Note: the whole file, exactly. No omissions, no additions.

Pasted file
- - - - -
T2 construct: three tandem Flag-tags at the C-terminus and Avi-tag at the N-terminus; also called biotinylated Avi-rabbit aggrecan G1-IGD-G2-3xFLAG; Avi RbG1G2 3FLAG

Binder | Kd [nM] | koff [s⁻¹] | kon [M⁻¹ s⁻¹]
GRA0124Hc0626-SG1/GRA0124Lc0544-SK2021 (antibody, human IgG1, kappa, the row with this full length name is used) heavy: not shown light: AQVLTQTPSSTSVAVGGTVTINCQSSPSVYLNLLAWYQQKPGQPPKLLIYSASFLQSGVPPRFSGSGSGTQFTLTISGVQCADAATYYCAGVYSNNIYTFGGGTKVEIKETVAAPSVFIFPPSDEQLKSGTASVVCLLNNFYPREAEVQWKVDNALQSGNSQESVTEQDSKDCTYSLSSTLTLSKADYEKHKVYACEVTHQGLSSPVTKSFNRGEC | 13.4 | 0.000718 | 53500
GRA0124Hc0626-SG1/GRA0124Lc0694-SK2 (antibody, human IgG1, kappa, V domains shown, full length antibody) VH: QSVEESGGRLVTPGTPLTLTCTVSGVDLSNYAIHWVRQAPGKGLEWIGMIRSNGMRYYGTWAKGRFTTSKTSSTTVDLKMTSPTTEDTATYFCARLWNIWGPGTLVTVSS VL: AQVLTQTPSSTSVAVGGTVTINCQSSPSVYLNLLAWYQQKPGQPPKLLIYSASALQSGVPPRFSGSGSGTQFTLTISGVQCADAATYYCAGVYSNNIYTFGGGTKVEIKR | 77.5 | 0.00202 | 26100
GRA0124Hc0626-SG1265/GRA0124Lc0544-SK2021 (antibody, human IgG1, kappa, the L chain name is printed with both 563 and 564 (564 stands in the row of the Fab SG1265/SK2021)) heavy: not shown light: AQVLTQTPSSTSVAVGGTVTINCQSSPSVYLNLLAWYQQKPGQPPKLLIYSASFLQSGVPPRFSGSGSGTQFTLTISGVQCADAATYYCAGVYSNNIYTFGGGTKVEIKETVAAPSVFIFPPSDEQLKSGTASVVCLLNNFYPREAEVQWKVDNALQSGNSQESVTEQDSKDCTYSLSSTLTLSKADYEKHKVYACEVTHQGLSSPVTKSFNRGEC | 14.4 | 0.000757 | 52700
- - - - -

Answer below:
T2 construct: three tandem Flag-tags at the C-terminus and Avi-tag at the N-terminus; also called biotinylated Avi-rabbit aggrecan G1-IGD-G2-3xFLAG; Avi RbG1G2 3FLAG

Binder | Kd [nM] | koff [s⁻¹] | kon [M⁻¹ s⁻¹]
GRA0124Hc0626-SG1/GRA0124Lc0544-SK2021 (antibody, human IgG1, kappa, the row with this full length name is used) heavy: not shown light: AQVLTQTPSSTSVAVGGTVTINCQSSPSVYLNLLAWYQQKPGQPPKLLIYSASFLQSGVPPRFSGSGSGTQFTLTISGVQCADAATYYCAGVYSNNIYTFGGGTKVEIKETVAAPSVFIFPPSDEQLKSGTASVVCLLNNFYPREAEVQWKVDNALQSGNSQESVTEQDSKDCTYSLSSTLTLSKADYEKHKVYACEVTHQGLSSPVTKSFNRGEC | 13.4 | 0.000718 | 53500
GRA0124Hc0626-SG1/GRA0124Lc0694-SK2 (antibody, human IgG1, kappa, V domains shown, full length antibody) VH: QSVEESGGRLVTPGTPLTLTCTVSGVDLSNYAIHWVRQAPGKGLEWIGMIRSNGMRYYGTWAKGRFTTSKTSSTTVDLKMTSPTTEDTATYFCARLWNIWGPGTLVTVSS VL: AQVLTQTPSSTSVAVGGTVTINCQSSPSVYLNLLAWYQQKPGQPPKLLIYSASALQSGVPPRFSGSGSGTQFTLTISGVQCADAATYYCAGVYSNNIYTFGGGTKVEIKR | 77.5 | 0.00202 | 26100
GRA0124Hc0626-SG1265/GRA0124Lc0544-SK2021 (antibody, human IgG1, kappa, the L chain name is printed with both 563 and 564 (564 stands in the row of the Fab SG1265/SK2021)) heavy: not shown light: AQVLTQTPSSTSVAVGGTVTINCQSSPSVYLNLLAWYQQKPGQPPKLLIYSASFLQSGVPPRFSGSGSGTQFTLTISGVQCADAATYYCAGVYSNNIYTFGGGTKVEIKETVAAPSVFIFPPSDEQLKSGTASVVCLLNNFYPREAEVQWKVDNALQSGNSQESVTEQDSKDCTYSLSSTLTLSKADYEKHKVYACEVTHQGLSSPVTKSFNRGEC | 14.4 | 0.000757 | 52700